Submitted to: Journal of Economic Entomology
Publication Type: Peer Reviewed Journal
Publication Acceptance Date: July 15, 2000
Publication Date: December 1, 2000
Citation: vol.93, no.6 pgs 1726-1731 Interpretive Summary: A blue orchard bee, Osmia ribifloris, native to the western United States specializes on visiting flowers of the blueberry family. This bee species flies during blueberry bloom in the southeastern U. S., and visits both rabbiteye and southern highbush blueberry flowers. The blue orchard bee satisfactorily subsisted on rabbiteye blueberry pollen and in return adequately pollinated rabbiteye blueberry flowers. Its pollination efficiency was about half that for other blueberry pollinators already established in the Southeast. However, commercially managing blue orchard bees in blueberry fields could bolster their numbers to a point where they provide much needed pollination relief to southern blueberry producers.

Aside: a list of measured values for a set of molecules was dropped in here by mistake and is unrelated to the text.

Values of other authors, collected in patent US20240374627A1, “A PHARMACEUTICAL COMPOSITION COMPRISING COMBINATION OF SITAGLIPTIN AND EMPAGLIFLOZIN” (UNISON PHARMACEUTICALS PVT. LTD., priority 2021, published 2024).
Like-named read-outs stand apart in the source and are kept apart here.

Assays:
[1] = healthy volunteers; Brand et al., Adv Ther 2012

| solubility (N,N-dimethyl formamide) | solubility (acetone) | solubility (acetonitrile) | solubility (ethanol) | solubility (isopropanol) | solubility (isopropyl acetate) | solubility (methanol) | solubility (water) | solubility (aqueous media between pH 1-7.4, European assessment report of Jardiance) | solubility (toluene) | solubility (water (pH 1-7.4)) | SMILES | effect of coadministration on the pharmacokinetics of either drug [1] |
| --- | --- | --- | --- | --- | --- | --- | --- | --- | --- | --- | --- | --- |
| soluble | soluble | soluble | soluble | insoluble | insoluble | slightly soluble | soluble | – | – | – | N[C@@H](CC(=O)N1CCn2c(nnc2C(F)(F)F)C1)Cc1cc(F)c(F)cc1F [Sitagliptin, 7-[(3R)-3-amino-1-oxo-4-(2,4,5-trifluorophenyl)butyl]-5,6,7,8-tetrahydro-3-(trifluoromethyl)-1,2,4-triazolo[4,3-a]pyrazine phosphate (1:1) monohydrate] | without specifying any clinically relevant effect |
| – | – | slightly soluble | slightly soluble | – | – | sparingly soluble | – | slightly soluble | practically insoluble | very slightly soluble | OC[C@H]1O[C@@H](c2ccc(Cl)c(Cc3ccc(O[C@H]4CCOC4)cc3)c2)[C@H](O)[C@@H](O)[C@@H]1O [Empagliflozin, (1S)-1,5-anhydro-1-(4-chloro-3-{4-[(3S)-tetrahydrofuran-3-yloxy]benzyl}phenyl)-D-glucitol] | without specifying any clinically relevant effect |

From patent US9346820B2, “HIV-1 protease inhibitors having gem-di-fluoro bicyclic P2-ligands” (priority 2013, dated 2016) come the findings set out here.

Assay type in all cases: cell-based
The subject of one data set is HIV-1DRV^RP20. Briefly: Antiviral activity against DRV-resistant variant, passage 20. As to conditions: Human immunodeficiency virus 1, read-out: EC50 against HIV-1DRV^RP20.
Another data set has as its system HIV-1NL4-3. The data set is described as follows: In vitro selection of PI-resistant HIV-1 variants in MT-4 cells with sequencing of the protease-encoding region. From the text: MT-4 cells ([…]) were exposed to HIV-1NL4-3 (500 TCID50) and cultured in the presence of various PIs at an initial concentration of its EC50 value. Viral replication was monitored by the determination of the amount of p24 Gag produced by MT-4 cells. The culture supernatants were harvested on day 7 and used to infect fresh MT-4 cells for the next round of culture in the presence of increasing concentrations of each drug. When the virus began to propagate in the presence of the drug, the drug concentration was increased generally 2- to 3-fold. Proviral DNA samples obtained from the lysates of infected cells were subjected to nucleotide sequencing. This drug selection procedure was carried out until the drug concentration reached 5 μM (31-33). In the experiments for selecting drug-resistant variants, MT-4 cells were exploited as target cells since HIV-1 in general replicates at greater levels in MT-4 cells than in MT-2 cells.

Technical Abstract: Inadequate bee pollination limits rabbiteye blueberry (Vaccinium ashei Reade) production in some areas of the southeastern United States. Honey bees, Apis mellifera L., are currently the only manageable pollinators available for V. ashei pollination. However, a stem-nesting bee, Osmia ribifloris Cockerell, is a tentatively manageable pollinator preferring flowers of blueberry and related plants. Pollination efficiency varied for this bee visiting V. ashei, as 'Tifblue' flowers preferably visited by O. rifibloris produced fewer fruits. Overall pollination efficiency for O. ribifloris was two-thirds that of native southeastern blueberry bees, Habropoda laboriosa (F.). European honey bees, facing negligible competition from southeastern blueberry bees and other native bees, were found to be efficient pollinators of rabbiteye blueberry especially for the cultivars 'Climax' and 'Premier'. Overall, greater pollination efficiency from individual pollinators hastened ripening and in doing so had a greater potential for increasing the value of a rabbiteye blueberry crop.